Every parent is aware of the façade we put on for our children when things aren’t going well. Normally, I complain about having to put on “that face”, because it’s not easy. It’s not easy to pretend that everything is fine for the kids, that you’re not worried about whether or not you can feed them or pay the rent. Or hide a negative attitude. Or hide fear. I was grateful that my kids were not around tonight. I also realize that sometimes it’s easier to forge through something when they are around and you have to plaster that confidence on. Because for half an hour I was alone in the house, and every time it shook with the downswing of the mallet, so did I.

I was determined to stick it out. Guess what I did?

I called my father.

I wanted him to confirm what I was already told, that everything was going to be fine. I felt more than silly about it, and fully expected him to make fun of me. I felt ten years old.

But he wasn’t home.

(Yes, I had a good laugh at that, too.)

Knowing that I was going to be picking my daughter up, and not wanting him to call me while I was with her, when I left my message I did not tell him why I was calling. I did not want her to know that I was concerned – and rightly so; as soon as I dropped her off at her father’s house she called me while I was driving home, very worried about me being home near a gas leak. I did what every parent would do, and I told her that everything was going to be fine.

For the remainder of the ride home I thought about the times that I’ve had to put a face on for my kids, and then for the times that I know my parents had to do the same for me. And I appreciate it. Especially now that I know what it’s like. And I thought back about specific instances where I know now that they put on the paint and spackle for me and my brothers and sisters, that I hadn’t known then. And I appreciate it.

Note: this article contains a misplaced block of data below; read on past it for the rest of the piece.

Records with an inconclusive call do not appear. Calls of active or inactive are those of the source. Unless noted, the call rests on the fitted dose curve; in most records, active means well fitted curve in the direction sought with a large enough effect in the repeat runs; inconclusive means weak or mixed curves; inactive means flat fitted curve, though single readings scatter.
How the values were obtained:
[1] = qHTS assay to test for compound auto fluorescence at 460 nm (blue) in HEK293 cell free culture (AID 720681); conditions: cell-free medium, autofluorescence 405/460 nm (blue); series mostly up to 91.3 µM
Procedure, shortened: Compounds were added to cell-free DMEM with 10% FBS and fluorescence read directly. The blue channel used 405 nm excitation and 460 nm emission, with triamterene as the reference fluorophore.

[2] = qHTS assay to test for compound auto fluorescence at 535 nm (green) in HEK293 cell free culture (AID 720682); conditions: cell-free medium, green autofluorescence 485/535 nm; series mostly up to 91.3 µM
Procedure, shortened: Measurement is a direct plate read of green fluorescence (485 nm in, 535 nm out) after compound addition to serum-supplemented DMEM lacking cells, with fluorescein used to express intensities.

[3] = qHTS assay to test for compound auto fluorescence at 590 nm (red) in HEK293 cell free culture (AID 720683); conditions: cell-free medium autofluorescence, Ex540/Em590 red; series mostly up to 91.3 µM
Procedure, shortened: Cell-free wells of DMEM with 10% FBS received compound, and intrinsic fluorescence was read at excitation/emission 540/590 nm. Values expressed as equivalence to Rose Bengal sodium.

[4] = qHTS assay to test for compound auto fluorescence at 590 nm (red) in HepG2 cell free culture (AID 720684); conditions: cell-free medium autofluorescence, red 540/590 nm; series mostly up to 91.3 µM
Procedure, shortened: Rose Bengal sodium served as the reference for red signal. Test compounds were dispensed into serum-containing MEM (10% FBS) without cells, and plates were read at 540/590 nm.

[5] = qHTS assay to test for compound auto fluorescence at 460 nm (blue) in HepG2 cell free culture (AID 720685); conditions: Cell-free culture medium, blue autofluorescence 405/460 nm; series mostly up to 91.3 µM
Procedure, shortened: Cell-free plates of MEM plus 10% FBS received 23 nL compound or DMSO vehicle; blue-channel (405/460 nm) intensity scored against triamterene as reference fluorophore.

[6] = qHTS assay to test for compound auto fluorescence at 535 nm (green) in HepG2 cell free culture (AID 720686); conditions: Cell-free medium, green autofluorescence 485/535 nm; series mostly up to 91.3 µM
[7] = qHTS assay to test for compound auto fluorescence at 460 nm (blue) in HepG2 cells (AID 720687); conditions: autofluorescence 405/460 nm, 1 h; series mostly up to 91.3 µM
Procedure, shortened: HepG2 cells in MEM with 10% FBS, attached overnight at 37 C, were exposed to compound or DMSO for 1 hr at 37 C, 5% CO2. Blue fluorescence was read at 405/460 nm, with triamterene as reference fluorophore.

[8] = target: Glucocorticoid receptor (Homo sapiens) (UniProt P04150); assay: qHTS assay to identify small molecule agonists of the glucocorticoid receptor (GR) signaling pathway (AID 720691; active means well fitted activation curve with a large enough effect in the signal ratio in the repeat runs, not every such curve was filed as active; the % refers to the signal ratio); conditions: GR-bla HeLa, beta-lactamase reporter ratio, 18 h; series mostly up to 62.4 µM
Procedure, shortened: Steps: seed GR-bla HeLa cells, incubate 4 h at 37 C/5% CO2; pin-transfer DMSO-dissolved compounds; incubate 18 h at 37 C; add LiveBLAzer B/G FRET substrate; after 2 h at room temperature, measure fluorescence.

To all of you parents out there (past, present, and future) – especially the single parents who go through it alone, know that the effort you make now will be appreciated later in some way. My father wasn’t home when I called him tonight (and you know I’m going to give him hell later!), But he did help me: first, in the gratitude that I felt for the façade he always put on for me, and second, in that happy realization that I had that – despite the turbulence of our relationship – I actually wanted to call him in that moment. I had always mourned that I didn’t have a “family home” to go back to (divorce will do that). But I know I have family to go back to. And that comforted me incredibly.

Gas leak? Smash shmeak. I have better things to think about.

(When I got home from Boston, the gas company was still here, but they said they were pretty much finished and just cleaning up. It’s 3am now, and there’s still a truck outside, but they do seem to be pretty much done. Thanks, guys.)